Outsider art finds unconventional exhibition space in Nebraska

Chad Graff and Joann Falkenburg have opened the 6th Floor Gallery in a prominent building in McCook, Nebraska to showcase what might be the largest collection of outsider art in the state. Pictured is ‘Goose’ by Howard Finster, a renowned American outsider artist whose work is representative of the form. Image courtesy of Slotin Folk Art and LiveAuctioneers.

Chad Graff and Joann Falkenburg have opened the 6th Floor Gallery in a prominent building in McCook, Nebraska to showcase what might be the largest collection of outsider art in the state. Pictured here: ‘Goose’ by Howard Finster, a renowned American outsider artist whose work is representative of the genre. Image courtesy of Slotin Folk Art and LiveAuctioneers.

MCCOOK, Neb. (AP) – What may be the largest collection in Nebraska of outsider art is now on display in McCook at a new art space.

But don’t expect the hushed conversations and pristine white walls of a typical art gallery. Instead, Chad Graff and his wife, Joann Falkenburg, want the top floor of the historic Keystone Business Center to also be used as an art workspace and networking hub for the McCook community.

“If you talk about art, you don’t have to talk about politics or religion,” Falkenburg said, who worked as a family doctor in Oakland, Calif., before moving to McCook. “We want to promote artistic creativity in McCook and create a conversation with the community to bridge some gaps.”

The massive setting of the “6th Floor” gallery is an art statement in itself. The entire floor is gutted of interior walls, leaving exposed beams, concrete columns, red brick, metal and plastic pipes. Windows original to the 99-year-old building and now with UV protection flood the space with natural light and give a unique, panoramic view of McCook. Hundreds of pieces of art are displayed on every available space, the surroundings as raw and unconventional as the art itself.

The McCook Gazette reports that many pieces in the collection are outsider art, or art brut, pieces made by self-taught artists with little or no contact with the mainstream art world. It includes Navajo and Hopi artists and those from Creative Growth Art Center in Oakland, Calif., a non-profit that encourages people with developmental disabilities to express themselves through art. Several artists in the collection have gone on to worldwide renown, with their pieces in permanent collections at the Museum of Modern Art in New York, the Smithsonian American Art Museum and now, in McCook, too.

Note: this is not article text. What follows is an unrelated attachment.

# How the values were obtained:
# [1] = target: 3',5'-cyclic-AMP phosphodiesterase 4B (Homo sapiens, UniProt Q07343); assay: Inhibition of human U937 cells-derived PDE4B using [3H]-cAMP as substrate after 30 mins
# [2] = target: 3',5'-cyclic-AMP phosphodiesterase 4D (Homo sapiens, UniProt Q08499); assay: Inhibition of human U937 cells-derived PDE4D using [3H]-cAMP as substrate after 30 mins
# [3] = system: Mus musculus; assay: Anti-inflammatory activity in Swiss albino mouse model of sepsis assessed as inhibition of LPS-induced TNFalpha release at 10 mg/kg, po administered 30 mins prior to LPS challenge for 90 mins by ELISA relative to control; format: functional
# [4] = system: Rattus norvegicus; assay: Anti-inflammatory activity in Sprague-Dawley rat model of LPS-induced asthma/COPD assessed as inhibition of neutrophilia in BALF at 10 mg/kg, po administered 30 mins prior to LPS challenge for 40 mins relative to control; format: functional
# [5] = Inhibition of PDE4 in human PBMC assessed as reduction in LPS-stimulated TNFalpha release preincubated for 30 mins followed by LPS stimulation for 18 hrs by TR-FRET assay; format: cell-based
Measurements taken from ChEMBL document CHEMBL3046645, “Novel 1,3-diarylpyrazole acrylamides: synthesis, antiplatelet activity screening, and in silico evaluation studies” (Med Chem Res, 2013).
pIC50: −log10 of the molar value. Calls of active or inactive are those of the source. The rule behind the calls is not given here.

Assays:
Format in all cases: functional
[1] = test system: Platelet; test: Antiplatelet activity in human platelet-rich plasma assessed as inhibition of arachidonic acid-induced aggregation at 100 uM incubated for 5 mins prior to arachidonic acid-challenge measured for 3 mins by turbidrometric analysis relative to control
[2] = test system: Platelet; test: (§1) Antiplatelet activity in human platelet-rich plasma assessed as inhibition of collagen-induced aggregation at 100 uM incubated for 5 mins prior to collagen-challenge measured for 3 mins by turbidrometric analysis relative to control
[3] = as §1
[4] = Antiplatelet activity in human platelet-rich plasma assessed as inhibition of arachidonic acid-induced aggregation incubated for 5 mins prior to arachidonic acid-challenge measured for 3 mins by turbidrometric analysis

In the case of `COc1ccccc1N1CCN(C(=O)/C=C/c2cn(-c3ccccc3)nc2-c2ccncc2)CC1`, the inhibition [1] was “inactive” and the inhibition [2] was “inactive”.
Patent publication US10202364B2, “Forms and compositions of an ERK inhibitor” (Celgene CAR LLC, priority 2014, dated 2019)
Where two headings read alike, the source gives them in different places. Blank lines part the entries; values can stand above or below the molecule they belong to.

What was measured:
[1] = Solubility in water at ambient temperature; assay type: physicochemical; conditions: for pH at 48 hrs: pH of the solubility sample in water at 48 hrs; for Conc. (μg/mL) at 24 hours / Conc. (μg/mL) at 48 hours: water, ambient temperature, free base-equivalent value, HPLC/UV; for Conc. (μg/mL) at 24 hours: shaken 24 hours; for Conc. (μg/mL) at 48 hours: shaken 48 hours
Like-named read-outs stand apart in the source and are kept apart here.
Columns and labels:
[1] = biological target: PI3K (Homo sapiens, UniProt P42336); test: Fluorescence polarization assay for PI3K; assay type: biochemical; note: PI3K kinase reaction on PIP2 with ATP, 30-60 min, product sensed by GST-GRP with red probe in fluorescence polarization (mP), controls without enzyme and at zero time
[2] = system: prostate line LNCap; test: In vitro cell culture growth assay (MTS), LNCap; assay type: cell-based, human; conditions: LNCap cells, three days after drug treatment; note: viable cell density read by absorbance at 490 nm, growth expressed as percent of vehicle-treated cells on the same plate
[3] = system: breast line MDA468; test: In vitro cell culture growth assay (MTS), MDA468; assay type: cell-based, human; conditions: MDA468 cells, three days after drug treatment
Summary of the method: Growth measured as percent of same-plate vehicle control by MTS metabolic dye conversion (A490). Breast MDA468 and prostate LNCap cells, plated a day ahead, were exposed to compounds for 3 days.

The collection in McCook includes artwork from Creative Growth artists Dan Miller, a non-verbal artist who has autism and creates pieces of layered words and symbols, with permanent pieces at the MOMA in New York and other galleries and Monica Valentine, who is blind and “feels” the temperature of colors and creates sequin sculptures.

“We’re inspired by artists who come from places and experiences that aren’t well known and who find beautiful and intriguing ways to tell their stories,” Graff said of their collection that includes paintings, drawings, ceramics, wood sculptures, clothing, furniture and textiles. “We love these artists and their works and we’re sharing them with a community we love by bringing them here.”

A 1985 McCook High School graduate, Graff worked for Sen. Bob Kerrey in Washington, D.C. for a couple of years after graduating from Harvard in 1989. In 1991, he moved to the Navajo reservation in northern Arizona and became a high school teacher.

In 1997, he and Joann, of Harrison, Neb., moved to Oakland, Calif., and since 2001, armed with a law degree from the University of California at Berkeley, he’s worked as a lawyer representing public schools on a variety of legal issues.

It was while living on the Navajo reservation that Graff said he realized that art could be a connective force, when he saw how the Navajo culture used art as a way of life with weaving, pottery, painting and dancing. He started collecting art pieces as a way to support artists and over the years, the collection grew.

With art spaces shrinking in the Oakland area, it was Graff’s nephew, Jared Muehlenkamp of McCook, who showed them the empty top floor at the Keystone.

“We were blown away by the views and the space,” Graff said.

For now, Graff and Falkenburg are cultivating relationships within the community so the space can be fully-utilized, like working with elementary art teachers and developing an art program with Southwest Area Training Services. Exhibits of local artwork is planned, along with collaborative partnerships with other art galleries, such as the Maple Street Construct in Omaha, Neb. Art is a powerful way to bring people together, they believe.

“We all can benefit from the opportunity to create, the opportunity to express ourselves and see beyond ourselves,” Graff said. “That’s what art is about for us. We can’t imagine our lives without it.”

Graff and Falkenburg live nearby, so appointments are easy to arrange. Beginning on Sunday, Oct. 24, regular hours will be Thursdays from 4-9 p.m. and Sundays, 1-6 p.m. A community open house is planned for Saturday, Nov. 20, from 4-8 p.m.

By LORRI SUGHROUE, McCook Gazette

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